|Publication number||USRE42465 E1|
|Application number||US 11/388,171|
|Publication date||Jun 14, 2011|
|Filing date||Mar 23, 2006|
|Priority date||Jan 17, 2001|
|Also published as||US6711578|
|Publication number||11388171, 388171, US RE42465 E1, US RE42465E1, US-E1-RE42465, USRE42465 E1, USRE42465E1|
|Inventors||Kelly McCaw, Ravi Duggaraju, Cole Goeppinger, Brad Jarvinen|
|Original Assignee||Access Co., Ltd.|
|Export Citation||BiBTeX, EndNote, RefMan|
|Patent Citations (6), Referenced by (3), Classifications (7), Legal Events (3)|
|External Links: USPTO, USPTO Assignment, Espacenet|
The present invention relates to a method for synchronizing multiple copies of one or more databases in a network environment including electronic devices.
As the components required to build a computer system have reduced in size, new categories of computer systems have emerged. One of the more recent categories of computer systems is the portable or “palmtop” computer system, or personal digital assistant (PDA). A palmtop computer system is a computer that is small enough to be held in the hand of a user and is thus “palm-sized.” As a result, palmtops are readily carried about in a briefcase or purse, and some palmtops are compact enough to fit into a person's pocket. By virtue of their size, palmtop computer systems are also lightweight and so are exceptionally portable and convenient.
Further development of PDAs has enabled their use for portable, and even wireless, access to computer networks. The portability and convenience, and, most importantly, the ready ability to synchronize a palmtop device with other computers and data sources, makes such devices ideal for use in networks that serve the workplace as well as the home.
Synchronization is a process that provides the ability to coordinate the databases maintained on a PDA with copies, or versions, of the same and similar databases maintained on a desktop or other computer, or other electronic device, such as a cell phone. Not only is the access to data generally more readily available on a desktop, but desktops or other networked devices have ready access to printers and communication with other devices in the network and the internet on a continuing basis.
Typically, in a network having a portable electronic device, a 2-way synchronization is accomplished with the portable electronic device in a cradle that communicates with the desktop. Synchronization is initiated at the PDA and the user can generally select whether the PDA's database is to be written over (one-way), or the desktop's database is to be written over (one-way the other way), or all modifications on each are to be incorporated in the other (two-way). Typically, the latter synchronization, two-way, is the most useful.
Historically, however, as the number of databases grows, the number of required synchronizations grows exponentially. Each additional copy of each database needs to be synchronized with all the other copies, resulting in a growth of time required on the order of 2n, where n is the number of database copies to be synchronized. This number is repeated for each database maintained.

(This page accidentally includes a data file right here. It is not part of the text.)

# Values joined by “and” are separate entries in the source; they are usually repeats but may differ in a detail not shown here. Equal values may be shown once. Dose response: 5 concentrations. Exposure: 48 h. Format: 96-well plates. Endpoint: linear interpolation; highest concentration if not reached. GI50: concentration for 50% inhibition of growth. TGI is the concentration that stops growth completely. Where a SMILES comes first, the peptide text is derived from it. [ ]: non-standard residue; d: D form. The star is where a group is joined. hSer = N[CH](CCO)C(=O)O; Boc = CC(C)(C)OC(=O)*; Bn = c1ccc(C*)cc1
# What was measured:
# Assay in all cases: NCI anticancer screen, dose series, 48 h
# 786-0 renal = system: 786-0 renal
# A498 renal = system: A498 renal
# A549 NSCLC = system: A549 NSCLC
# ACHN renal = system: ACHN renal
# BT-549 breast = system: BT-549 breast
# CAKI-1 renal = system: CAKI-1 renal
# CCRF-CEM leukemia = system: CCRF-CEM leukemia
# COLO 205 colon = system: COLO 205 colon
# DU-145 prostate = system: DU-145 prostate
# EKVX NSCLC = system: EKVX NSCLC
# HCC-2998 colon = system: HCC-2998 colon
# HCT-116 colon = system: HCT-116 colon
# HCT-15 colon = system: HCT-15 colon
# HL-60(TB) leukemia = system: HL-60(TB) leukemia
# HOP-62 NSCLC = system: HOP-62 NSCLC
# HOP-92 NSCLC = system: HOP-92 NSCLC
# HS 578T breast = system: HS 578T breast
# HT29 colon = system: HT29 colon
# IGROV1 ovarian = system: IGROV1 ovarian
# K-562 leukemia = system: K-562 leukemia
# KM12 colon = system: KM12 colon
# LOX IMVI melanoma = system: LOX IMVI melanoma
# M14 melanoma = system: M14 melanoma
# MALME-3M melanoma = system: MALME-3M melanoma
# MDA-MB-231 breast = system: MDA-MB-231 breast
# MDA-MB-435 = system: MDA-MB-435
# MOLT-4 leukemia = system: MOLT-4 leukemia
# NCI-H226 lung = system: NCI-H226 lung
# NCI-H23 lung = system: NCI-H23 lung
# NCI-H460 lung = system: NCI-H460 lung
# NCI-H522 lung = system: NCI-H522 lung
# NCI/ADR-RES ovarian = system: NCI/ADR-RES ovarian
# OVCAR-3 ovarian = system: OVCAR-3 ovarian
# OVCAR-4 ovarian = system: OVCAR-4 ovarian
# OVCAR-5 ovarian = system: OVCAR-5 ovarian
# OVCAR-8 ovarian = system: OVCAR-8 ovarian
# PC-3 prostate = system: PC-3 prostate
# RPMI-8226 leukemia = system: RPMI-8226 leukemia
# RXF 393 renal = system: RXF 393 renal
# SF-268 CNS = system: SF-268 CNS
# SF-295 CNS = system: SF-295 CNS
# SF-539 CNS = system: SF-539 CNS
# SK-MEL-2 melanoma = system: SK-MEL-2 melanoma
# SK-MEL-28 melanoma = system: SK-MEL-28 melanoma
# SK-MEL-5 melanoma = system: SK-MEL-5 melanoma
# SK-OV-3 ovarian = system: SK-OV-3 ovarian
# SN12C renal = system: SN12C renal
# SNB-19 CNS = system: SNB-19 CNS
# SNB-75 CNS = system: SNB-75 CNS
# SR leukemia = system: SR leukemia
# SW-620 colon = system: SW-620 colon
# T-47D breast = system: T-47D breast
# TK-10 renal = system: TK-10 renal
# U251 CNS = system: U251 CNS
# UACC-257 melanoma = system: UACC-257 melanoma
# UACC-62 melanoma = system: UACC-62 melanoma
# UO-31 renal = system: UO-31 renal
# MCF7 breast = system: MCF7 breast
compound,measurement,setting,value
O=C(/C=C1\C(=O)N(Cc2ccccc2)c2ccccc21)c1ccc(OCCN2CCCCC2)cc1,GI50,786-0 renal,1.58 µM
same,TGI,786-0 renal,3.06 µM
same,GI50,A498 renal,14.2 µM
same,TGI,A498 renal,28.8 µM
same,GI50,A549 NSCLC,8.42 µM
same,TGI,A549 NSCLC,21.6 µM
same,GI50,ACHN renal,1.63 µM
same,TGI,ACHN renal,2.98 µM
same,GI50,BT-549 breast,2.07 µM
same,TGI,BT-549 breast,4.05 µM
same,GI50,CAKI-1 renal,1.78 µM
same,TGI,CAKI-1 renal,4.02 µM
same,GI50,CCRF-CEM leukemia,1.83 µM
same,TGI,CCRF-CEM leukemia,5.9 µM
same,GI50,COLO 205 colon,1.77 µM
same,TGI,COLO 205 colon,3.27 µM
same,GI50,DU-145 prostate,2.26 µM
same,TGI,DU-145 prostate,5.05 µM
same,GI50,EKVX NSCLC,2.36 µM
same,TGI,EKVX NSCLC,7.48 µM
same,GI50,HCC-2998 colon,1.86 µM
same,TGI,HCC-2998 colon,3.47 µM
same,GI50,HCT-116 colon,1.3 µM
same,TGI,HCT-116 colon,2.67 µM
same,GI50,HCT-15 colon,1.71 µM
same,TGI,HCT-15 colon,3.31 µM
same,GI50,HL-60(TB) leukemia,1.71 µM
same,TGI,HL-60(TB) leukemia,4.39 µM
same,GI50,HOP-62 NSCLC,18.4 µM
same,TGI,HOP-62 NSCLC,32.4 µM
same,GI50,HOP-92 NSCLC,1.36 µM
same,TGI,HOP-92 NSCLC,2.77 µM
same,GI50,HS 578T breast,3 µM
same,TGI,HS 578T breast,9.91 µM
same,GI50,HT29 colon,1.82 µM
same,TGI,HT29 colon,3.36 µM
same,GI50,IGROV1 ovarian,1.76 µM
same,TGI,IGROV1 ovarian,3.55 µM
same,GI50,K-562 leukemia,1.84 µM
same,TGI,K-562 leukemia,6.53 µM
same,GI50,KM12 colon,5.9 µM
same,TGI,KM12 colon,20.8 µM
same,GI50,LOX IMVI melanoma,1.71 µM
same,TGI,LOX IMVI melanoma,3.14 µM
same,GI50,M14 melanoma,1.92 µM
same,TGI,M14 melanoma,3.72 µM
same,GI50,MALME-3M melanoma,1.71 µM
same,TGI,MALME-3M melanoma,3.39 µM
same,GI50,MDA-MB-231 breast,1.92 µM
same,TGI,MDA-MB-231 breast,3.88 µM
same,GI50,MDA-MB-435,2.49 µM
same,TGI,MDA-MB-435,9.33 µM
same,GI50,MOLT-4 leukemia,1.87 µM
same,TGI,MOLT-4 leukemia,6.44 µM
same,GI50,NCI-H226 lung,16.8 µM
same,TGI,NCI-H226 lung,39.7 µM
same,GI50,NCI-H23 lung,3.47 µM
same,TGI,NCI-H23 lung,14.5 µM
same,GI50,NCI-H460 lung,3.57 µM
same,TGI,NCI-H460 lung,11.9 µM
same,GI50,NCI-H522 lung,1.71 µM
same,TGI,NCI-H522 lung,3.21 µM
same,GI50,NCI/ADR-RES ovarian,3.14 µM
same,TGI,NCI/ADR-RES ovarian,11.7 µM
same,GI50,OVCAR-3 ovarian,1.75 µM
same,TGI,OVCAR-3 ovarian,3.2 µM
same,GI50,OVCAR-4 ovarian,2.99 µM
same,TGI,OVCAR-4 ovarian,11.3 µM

In a complex network, with a dynamic set of databases, the time devoted to necessary synchronizations grows and could begin to drag down system performance with even a modest number of databases and copies. More importantly, if synchronization takes too long, users will begin to initiate synchronization less frequently than necessary, or worse, avoid it entirely.
What is required, therefore, is a mechanism for rapidly and reliably synchronizing multiple copies of one or more databases in a network environment. The need further exists to allow the expansion of the number of copies of a database that are synchronized without unnecessary limit and without an exponential increase in the amount of time required to accomplish the synchronization process.
The present invention relates to a method for the rapid and reliable synchronization of multiple copies of one or more databases in a network environment. In one embodiment, the method allows the synchronization of an increasing number of copies of multiple databases without an attendant exponential increase in the amount of time required to accomplish the synchronization.
The present invention relates to a method for synchronizing databases in a network environment. Specifically, the present invention pertains to a method of using a set of hierarchical rules to enable an efficient and speedy synchronization between multiple copies of a database. The present invention enables an “n-way” synchronization of databases where “n”, the number of databases synchronized, is essentially any number more than two. The present invention provides rule-based, n-way, synchronization by identifying a focus copy of the database, comparing the data records of the focus copy against the same records in other copies of the database to identify those records that are deleted or modified with respect to the focus copy. A record that is deleted in one database copy but remains unmodified in any other copy is deleted in all database copies. If a record has been both deleted in one copy and modified in another, the invention transmits the modified record across all databases copies and a deleted record is treated like a modified record. The database is cycled through so that all database copies are eventually processed like the focus. On subsequent cycles, records that have already been processed by a focus database are skipped. By performing this process, the method enabled by the present invention allows the speedy maintenance of multiple, synchronized, databases without the inadvertent loss of any data record.